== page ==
By Sally Kur
Yesterday I took my daughter to a movie. We went to see Ferngully. When the movie ended, I sat and watched the parade of giggling children skip outside into the bright afternoon sunlight. These children–our hope for tomorrow–weren’t singing the whimsical songs they’d just heard in the movie; they were making the buzzing sounds of a chainsaw.
I sat there. My daughter, who is 19, saw my sadness and sensed my alarm. She leaned over and whispered, “Mom, it wasn’t fair, was it?” You see, Rachel knows I have good friends who are loggers. She also knows how important their work really is.
Truthfully, I went to see Ferngully not because I love forests (which I do) but because of a movie review which began, “the first politically correct, ecologically sound animated film for kids.”
Since when is it politically correct to tell our children that loggers are villains, coffee belching, donut chomping, slovenly oafs who have complete disregard and disrespect for the forest.
This playful, magical movie with its, spunky forest creatures, forest fairies and mystical fairy dust, charms the socks off children–and most of the time their parents as well–at their expense of telling the whole story. Granted, the film speaks to the plight of the rainforest. But you can’t tell me those kids sitting in the theater in Tempe, Arizona know a rainforest from the ponderosa pine forests in Northern Arizona.
Perhaps the movie is politically correct in the broad sense–the careless destruction of the rainforests in South America and the Far East is wrong. But isn’t careless destruction wrong at any time? Why set up and villainize the (American) logger?
The loggers I know are out in the woods before most of us are out of bed. They know the complexities of the forest better than many of us know what we planted yesterday in our own backyards. I wonder how many people know–much less care–that loggers are often the first ones on the scene of a forest fire. Instead of kids listening to the forest fairy in her enchanted forest where fairies don’t work or build homes or feed their children, I wish they could hear my logger friends talk about the forests. Every time I go into the woods with them, I learn something new. And it all relates to how to better care for our forests.
I love fairy tales. But complex issues are too heavy for fairy tales. Black and white works in the realm of fairy tale land; it doesn’t work in the real world with complicated issues of great magnitude. In Ferngully, the forest fairy meets up with a logger and convinces him that humans have taken the magic out of the forest. At the end, the logger turns and walks away from the forest. That’s just too simple. Who’s telling our children that in some regions of the rainforests where there’s extreme poverty and lands are suitable for farming, that it makes good sense to clear some forest land for farming. In the real world we have to make choices, and decisions are not always easy.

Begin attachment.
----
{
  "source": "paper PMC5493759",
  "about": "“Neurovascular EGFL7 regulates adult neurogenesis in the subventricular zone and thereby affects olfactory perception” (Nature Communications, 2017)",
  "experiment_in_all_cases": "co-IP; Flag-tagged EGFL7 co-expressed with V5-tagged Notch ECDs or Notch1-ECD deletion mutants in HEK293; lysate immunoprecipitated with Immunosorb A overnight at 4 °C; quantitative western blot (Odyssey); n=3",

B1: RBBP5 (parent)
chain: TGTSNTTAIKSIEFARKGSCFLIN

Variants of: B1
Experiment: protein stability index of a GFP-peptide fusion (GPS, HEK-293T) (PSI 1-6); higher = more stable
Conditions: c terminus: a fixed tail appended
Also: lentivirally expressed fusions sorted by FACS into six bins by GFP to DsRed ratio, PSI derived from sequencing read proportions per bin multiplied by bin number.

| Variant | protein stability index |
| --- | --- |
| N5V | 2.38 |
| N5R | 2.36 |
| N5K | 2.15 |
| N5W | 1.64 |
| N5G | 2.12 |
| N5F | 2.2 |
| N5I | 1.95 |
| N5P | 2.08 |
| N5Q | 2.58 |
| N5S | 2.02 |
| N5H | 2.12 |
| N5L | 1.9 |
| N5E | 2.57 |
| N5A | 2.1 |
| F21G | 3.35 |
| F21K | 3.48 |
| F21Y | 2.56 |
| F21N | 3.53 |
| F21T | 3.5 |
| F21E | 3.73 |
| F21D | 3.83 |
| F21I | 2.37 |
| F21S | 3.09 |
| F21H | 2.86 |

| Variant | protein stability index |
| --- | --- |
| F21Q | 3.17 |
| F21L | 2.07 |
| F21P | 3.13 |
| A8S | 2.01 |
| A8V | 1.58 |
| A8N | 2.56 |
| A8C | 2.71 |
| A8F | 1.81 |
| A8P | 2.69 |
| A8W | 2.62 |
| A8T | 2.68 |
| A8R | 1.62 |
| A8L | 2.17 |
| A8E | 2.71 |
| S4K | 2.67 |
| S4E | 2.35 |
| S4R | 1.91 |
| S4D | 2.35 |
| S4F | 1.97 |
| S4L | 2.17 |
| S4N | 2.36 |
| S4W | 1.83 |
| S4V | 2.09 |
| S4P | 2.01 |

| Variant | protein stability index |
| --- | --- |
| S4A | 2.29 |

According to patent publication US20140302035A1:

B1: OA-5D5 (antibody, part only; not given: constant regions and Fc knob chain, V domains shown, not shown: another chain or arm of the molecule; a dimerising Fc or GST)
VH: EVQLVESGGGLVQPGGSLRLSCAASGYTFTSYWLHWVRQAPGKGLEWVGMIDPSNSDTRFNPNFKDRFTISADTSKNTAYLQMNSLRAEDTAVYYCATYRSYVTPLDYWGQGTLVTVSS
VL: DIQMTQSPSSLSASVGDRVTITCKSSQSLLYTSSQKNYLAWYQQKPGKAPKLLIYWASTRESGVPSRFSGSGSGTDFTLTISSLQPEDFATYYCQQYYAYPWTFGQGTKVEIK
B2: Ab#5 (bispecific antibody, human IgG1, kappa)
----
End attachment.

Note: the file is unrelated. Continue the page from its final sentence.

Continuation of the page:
Human intervention in many of our forests has been good. Our innovative spirit has given us a bountiful array of forest products. We use them; we count on them; and we want them. These products are from a renewable natural resource. We can have them and should have them. And if we do so wisely, our children and their children will enjoy the fruits of the forests as well. Yet, all our children see in Ferngully is a monstrous machine gobbling up the trees.
Recently, scientists discovered from the bark of the Yew tree a powerful weapon in battling ovarian cancer. We should applaud this spirit rather than scream doom and gloom for the Yew tree. This God-given gift to see and to meet the challenges we face as creatures of our good Earth is part of what makes us whole.
My logger friends are the first ones to say we have made some mistakes managing our forests. Stopping forest fires may well be the biggest mistake of all. As a result of fire suppression, Arizona’s forests are vastly different from their natural state. The forests were once open and park like. Our ancestors rode at a full gallop through our magnificent forests where there were maybe 15 trees per acre. Natural fires came along every two or three years to clear and thin and keep the natural order of forest life.
Today, these same forests are thick and overcrowded. We must intervene and thin the forests or we will lose them to another catastrophic fire.
I do not believe for one minute that the individuals who made the decision to stop forest fires did so maliciously. The question is, should we now advocate walking away and letting Mother Nature deal alone with our mistakes? I think not.
I was always taught that turning away may be the easiest avenue for the moment, but walking away never solves a problem, nor makes a difference. Finding solutions is always greater than despair.
Sadly, I wonder what will happen if our children believe the sorely incomplete message in Ferngully. What would happen if the loggers suddenly walked away, as we see in the movie? In our world, there are no forest fairies to watch over life in the forests. Or to bring to all of us the forest products we have come to rely on.
The children who see this “politically correct” film are getting short-changed. My logger friends are great caregivers of the forests. I wish these kids could meet them.
Sally Kur is president of Kur communications. Phoenix, Arizona
Editors Note: During the Rio Conference, the green ones had to admit the rainforest was not being destroyed at the reported 20 million hectares per year. They finally admitted to 2 million.